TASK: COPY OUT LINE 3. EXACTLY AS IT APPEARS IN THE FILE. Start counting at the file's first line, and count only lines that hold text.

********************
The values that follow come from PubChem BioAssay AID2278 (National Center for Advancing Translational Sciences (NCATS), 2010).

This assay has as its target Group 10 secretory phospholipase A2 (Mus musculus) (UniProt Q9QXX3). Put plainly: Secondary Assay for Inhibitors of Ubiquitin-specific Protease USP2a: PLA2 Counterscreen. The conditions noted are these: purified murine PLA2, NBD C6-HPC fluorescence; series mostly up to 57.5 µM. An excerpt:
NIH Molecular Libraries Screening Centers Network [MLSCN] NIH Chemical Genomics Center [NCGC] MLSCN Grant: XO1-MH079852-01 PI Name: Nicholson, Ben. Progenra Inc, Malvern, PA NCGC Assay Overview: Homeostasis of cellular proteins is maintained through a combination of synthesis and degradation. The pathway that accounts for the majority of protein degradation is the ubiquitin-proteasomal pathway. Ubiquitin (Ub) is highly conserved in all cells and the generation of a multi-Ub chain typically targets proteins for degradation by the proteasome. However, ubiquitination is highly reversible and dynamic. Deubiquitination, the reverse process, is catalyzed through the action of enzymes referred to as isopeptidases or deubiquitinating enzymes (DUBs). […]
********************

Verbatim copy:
NIH Molecular Libraries Screening Centers Network [MLSCN] NIH Chemical Genomics Center [NCGC] MLSCN Grant: XO1-MH079852-01 PI Name: Nicholson, Ben. Progenra Inc, Malvern, PA NCGC Assay Overview: Homeostasis of cellular proteins is maintained through a combination of synthesis and degradation. The pathway that accounts for the majority of protein degradation is the ubiquitin-proteasomal pathway. Ubiquitin (Ub) is highly conserved in all cells and the generation of a multi-Ub chain typically targets proteins for degradation by the proteasome. However, ubiquitination is highly reversible and dynamic. Deubiquitination, the reverse process, is catalyzed through the action of enzymes referred to as isopeptidases or deubiquitinating enzymes (DUBs). […]